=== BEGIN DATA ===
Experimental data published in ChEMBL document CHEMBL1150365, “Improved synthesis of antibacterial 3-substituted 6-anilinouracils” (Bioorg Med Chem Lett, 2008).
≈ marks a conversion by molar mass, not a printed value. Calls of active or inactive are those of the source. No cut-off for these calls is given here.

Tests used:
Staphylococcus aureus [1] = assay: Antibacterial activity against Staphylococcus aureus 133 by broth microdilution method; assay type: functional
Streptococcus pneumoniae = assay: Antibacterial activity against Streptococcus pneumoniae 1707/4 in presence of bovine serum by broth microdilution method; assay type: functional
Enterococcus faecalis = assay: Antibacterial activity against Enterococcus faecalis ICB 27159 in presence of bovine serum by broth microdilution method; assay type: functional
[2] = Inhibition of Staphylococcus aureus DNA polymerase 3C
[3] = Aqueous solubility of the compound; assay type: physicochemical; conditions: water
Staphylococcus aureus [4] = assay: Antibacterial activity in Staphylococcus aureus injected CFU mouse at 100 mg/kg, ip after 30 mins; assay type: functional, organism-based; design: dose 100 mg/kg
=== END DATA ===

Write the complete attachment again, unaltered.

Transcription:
Experimental data published in ChEMBL document CHEMBL1150365, “Improved synthesis of antibacterial 3-substituted 6-anilinouracils” (Bioorg Med Chem Lett, 2008).
≈ marks a conversion by molar mass, not a printed value. Calls of active or inactive are those of the source. No cut-off for these calls is given here.

Tests used:
Staphylococcus aureus [1] = assay: Antibacterial activity against Staphylococcus aureus 133 by broth microdilution method; assay type: functional
Streptococcus pneumoniae = assay: Antibacterial activity against Streptococcus pneumoniae 1707/4 in presence of bovine serum by broth microdilution method; assay type: functional
Enterococcus faecalis = assay: Antibacterial activity against Enterococcus faecalis ICB 27159 in presence of bovine serum by broth microdilution method; assay type: functional
[2] = Inhibition of Staphylococcus aureus DNA polymerase 3C
[3] = Aqueous solubility of the compound; assay type: physicochemical; conditions: water
Staphylococcus aureus [4] = assay: Antibacterial activity in Staphylococcus aureus injected CFU mouse at 100 mg/kg, ip after 30 mins; assay type: functional, organism-based; design: dose 100 mg/kg